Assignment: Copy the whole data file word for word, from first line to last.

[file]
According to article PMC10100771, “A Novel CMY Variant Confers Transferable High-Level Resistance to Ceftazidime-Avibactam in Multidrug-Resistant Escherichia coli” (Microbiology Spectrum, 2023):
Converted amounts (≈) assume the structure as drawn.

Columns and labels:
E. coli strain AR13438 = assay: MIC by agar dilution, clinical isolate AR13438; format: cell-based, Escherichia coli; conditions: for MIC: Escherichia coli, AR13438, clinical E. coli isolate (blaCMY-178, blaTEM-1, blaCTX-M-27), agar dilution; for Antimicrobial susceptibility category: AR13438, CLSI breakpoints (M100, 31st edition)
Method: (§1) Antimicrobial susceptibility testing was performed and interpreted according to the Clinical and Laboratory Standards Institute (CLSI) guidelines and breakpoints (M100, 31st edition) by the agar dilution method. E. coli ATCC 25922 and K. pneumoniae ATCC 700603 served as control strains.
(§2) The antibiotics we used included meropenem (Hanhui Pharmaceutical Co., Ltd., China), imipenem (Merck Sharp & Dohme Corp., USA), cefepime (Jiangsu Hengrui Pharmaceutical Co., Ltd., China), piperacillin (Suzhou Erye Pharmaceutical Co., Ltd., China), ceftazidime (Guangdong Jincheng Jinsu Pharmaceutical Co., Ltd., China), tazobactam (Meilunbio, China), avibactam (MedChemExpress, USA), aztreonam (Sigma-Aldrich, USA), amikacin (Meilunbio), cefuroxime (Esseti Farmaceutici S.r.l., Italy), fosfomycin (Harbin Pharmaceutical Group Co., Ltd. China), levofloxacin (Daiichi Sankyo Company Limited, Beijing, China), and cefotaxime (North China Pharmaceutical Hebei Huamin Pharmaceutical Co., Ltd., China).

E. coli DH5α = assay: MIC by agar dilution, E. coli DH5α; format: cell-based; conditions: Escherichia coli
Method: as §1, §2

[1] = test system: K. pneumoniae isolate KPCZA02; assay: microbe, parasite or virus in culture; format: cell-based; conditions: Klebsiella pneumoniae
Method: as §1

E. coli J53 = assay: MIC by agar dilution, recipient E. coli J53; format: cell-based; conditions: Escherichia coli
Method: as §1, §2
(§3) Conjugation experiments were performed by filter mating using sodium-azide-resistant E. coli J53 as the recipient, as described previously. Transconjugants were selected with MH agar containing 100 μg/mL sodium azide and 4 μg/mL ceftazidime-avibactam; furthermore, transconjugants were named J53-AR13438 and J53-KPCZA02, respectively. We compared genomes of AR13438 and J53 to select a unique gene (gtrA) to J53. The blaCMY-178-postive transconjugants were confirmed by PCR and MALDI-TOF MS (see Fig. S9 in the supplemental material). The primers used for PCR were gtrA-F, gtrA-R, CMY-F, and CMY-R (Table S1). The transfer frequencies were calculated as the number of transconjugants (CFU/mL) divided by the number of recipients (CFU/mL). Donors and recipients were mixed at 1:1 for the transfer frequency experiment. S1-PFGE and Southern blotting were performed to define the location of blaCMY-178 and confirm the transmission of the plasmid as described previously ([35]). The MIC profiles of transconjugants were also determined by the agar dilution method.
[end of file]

According to article PMC10100771, “A Novel CMY Variant Confers Transferable High-Level Resistance to Ceftazidime-Avibactam in Multidrug-Resistant Escherichia coli” (Microbiology Spectrum, 2023):
Converted amounts (≈) assume the structure as drawn.

Columns and labels:
E. coli strain AR13438 = assay: MIC by agar dilution, clinical isolate AR13438; format: cell-based, Escherichia coli; conditions: for MIC: Escherichia coli, AR13438, clinical E. coli isolate (blaCMY-178, blaTEM-1, blaCTX-M-27), agar dilution; for Antimicrobial susceptibility category: AR13438, CLSI breakpoints (M100, 31st edition)
Method: (§1) Antimicrobial susceptibility testing was performed and interpreted according to the Clinical and Laboratory Standards Institute (CLSI) guidelines and breakpoints (M100, 31st edition) by the agar dilution method. E. coli ATCC 25922 and K. pneumoniae ATCC 700603 served as control strains.
(§2) The antibiotics we used included meropenem (Hanhui Pharmaceutical Co., Ltd., China), imipenem (Merck Sharp & Dohme Corp., USA), cefepime (Jiangsu Hengrui Pharmaceutical Co., Ltd., China), piperacillin (Suzhou Erye Pharmaceutical Co., Ltd., China), ceftazidime (Guangdong Jincheng Jinsu Pharmaceutical Co., Ltd., China), tazobactam (Meilunbio, China), avibactam (MedChemExpress, USA), aztreonam (Sigma-Aldrich, USA), amikacin (Meilunbio), cefuroxime (Esseti Farmaceutici S.r.l., Italy), fosfomycin (Harbin Pharmaceutical Group Co., Ltd. China), levofloxacin (Daiichi Sankyo Company Limited, Beijing, China), and cefotaxime (North China Pharmaceutical Hebei Huamin Pharmaceutical Co., Ltd., China).

E. coli DH5α = assay: MIC by agar dilution, E. coli DH5α; format: cell-based; conditions: Escherichia coli
Method: as §1, §2

[1] = test system: K. pneumoniae isolate KPCZA02; assay: microbe, parasite or virus in culture; format: cell-based; conditions: Klebsiella pneumoniae
Method: as §1

E. coli J53 = assay: MIC by agar dilution, recipient E. coli J53; format: cell-based; conditions: Escherichia coli
Method: as §1, §2
(§3) Conjugation experiments were performed by filter mating using sodium-azide-resistant E. coli J53 as the recipient, as described previously. Transconjugants were selected with MH agar containing 100 μg/mL sodium azide and 4 μg/mL ceftazidime-avibactam; furthermore, transconjugants were named J53-AR13438 and J53-KPCZA02, respectively. We compared genomes of AR13438 and J53 to select a unique gene (gtrA) to J53. The blaCMY-178-postive transconjugants were confirmed by PCR and MALDI-TOF MS (see Fig. S9 in the supplemental material). The primers used for PCR were gtrA-F, gtrA-R, CMY-F, and CMY-R (Table S1). The transfer frequencies were calculated as the number of transconjugants (CFU/mL) divided by the number of recipients (CFU/mL). Donors and recipients were mixed at 1:1 for the transfer frequency experiment. S1-PFGE and Southern blotting were performed to define the location of blaCMY-178 and confirm the transmission of the plasmid as described previously ([35]). The MIC profiles of transconjugants were also determined by the agar dilution method.